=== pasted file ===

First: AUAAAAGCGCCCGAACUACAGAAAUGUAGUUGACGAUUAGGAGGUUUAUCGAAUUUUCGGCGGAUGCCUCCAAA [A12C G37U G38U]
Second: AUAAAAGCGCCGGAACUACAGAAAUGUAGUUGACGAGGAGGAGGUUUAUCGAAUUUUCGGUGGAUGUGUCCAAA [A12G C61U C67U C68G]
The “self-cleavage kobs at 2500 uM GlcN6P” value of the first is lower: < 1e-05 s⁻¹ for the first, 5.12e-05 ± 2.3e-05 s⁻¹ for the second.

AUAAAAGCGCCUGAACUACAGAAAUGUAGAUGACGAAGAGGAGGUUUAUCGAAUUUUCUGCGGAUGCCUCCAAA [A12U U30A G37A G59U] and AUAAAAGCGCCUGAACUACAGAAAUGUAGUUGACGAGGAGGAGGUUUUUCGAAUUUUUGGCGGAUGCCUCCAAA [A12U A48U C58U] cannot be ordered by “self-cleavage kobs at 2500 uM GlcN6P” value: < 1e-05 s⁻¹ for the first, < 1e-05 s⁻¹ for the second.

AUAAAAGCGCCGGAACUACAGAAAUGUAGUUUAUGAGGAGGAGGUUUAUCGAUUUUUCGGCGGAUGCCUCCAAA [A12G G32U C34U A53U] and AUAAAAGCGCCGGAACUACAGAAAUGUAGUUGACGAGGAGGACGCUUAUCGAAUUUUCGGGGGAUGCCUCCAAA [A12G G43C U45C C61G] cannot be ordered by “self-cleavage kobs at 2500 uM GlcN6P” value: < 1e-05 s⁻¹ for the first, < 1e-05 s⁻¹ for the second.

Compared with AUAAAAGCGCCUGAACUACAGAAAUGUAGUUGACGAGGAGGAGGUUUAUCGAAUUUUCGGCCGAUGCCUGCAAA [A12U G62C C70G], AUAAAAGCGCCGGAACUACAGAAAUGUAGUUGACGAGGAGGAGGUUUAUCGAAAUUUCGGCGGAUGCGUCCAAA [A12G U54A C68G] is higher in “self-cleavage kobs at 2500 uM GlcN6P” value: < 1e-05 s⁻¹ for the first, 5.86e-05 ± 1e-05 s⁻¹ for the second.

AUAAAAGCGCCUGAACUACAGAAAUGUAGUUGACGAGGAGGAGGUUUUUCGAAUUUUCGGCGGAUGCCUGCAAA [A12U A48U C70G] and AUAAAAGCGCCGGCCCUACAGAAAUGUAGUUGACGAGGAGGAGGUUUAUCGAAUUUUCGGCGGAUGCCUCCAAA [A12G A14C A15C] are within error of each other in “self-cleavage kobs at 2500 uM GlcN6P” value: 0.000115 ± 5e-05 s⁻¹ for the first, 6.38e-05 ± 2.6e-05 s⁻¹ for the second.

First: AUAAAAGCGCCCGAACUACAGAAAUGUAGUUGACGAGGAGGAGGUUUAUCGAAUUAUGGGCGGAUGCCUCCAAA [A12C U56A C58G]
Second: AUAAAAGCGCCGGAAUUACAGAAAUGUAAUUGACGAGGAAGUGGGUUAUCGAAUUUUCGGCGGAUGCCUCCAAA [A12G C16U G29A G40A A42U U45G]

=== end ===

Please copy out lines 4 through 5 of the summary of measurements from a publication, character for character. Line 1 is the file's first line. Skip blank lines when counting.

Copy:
AUAAAAGCGCCUGAACUACAGAAAUGUAGAUGACGAAGAGGAGGUUUAUCGAAUUUUCUGCGGAUGCCUCCAAA [A12U U30A G37A G59U] and AUAAAAGCGCCUGAACUACAGAAAUGUAGUUGACGAGGAGGAGGUUUUUCGAAUUUUUGGCGGAUGCCUCCAAA [A12U A48U C58U] cannot be ordered by “self-cleavage kobs at 2500 uM GlcN6P” value: < 1e-05 s⁻¹ for the first, < 1e-05 s⁻¹ for the second.

AUAAAAGCGCCGGAACUACAGAAAUGUAGUUUAUGAGGAGGAGGUUUAUCGAUUUUUCGGCGGAUGCCUCCAAA [A12G G32U C34U A53U] and AUAAAAGCGCCGGAACUACAGAAAUGUAGUUGACGAGGAGGACGCUUAUCGAAUUUUCGGGGGAUGCCUCCAAA [A12G G43C U45C C61G] cannot be ordered by “self-cleavage kobs at 2500 uM GlcN6P” value: < 1e-05 s⁻¹ for the first, < 1e-05 s⁻¹ for the second.